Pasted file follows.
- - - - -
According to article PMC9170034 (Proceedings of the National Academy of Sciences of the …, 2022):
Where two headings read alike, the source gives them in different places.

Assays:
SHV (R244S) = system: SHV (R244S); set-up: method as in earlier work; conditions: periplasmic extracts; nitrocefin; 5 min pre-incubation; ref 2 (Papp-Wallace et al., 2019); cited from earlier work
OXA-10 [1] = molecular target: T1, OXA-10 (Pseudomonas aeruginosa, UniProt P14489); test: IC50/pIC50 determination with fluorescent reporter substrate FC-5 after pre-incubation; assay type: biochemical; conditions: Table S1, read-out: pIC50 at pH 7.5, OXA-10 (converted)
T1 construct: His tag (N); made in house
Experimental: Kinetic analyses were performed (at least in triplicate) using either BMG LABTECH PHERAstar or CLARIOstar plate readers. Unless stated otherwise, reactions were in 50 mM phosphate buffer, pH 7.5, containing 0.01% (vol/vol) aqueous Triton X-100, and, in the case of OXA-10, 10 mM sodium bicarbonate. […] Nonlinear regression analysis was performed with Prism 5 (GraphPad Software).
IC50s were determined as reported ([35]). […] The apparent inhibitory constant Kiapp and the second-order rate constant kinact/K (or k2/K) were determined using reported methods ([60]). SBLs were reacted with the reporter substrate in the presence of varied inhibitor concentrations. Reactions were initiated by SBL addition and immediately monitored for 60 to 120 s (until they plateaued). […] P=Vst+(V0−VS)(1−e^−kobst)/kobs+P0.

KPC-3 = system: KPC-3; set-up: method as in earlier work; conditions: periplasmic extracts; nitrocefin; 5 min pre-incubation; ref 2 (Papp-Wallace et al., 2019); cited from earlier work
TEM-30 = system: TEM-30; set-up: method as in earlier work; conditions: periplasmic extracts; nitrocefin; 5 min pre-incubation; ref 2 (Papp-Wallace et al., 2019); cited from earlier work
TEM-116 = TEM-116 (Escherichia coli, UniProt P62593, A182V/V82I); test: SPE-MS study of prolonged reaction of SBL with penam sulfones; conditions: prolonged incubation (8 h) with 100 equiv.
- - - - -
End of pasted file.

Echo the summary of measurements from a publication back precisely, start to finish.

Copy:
According to article PMC9170034 (Proceedings of the National Academy of Sciences of the …, 2022):
Where two headings read alike, the source gives them in different places.

Assays:
SHV (R244S) = system: SHV (R244S); set-up: method as in earlier work; conditions: periplasmic extracts; nitrocefin; 5 min pre-incubation; ref 2 (Papp-Wallace et al., 2019); cited from earlier work
OXA-10 [1] = molecular target: T1, OXA-10 (Pseudomonas aeruginosa, UniProt P14489); test: IC50/pIC50 determination with fluorescent reporter substrate FC-5 after pre-incubation; assay type: biochemical; conditions: Table S1, read-out: pIC50 at pH 7.5, OXA-10 (converted)
T1 construct: His tag (N); made in house
Experimental: Kinetic analyses were performed (at least in triplicate) using either BMG LABTECH PHERAstar or CLARIOstar plate readers. Unless stated otherwise, reactions were in 50 mM phosphate buffer, pH 7.5, containing 0.01% (vol/vol) aqueous Triton X-100, and, in the case of OXA-10, 10 mM sodium bicarbonate. […] Nonlinear regression analysis was performed with Prism 5 (GraphPad Software).
IC50s were determined as reported ([35]). […] The apparent inhibitory constant Kiapp and the second-order rate constant kinact/K (or k2/K) were determined using reported methods ([60]). SBLs were reacted with the reporter substrate in the presence of varied inhibitor concentrations. Reactions were initiated by SBL addition and immediately monitored for 60 to 120 s (until they plateaued). […] P=Vst+(V0−VS)(1−e^−kobst)/kobs+P0.

KPC-3 = system: KPC-3; set-up: method as in earlier work; conditions: periplasmic extracts; nitrocefin; 5 min pre-incubation; ref 2 (Papp-Wallace et al., 2019); cited from earlier work
TEM-30 = system: TEM-30; set-up: method as in earlier work; conditions: periplasmic extracts; nitrocefin; 5 min pre-incubation; ref 2 (Papp-Wallace et al., 2019); cited from earlier work
TEM-116 = TEM-116 (Escherichia coli, UniProt P62593, A182V/V82I); test: SPE-MS study of prolonged reaction of SBL with penam sulfones; conditions: prolonged incubation (8 h) with 100 equiv.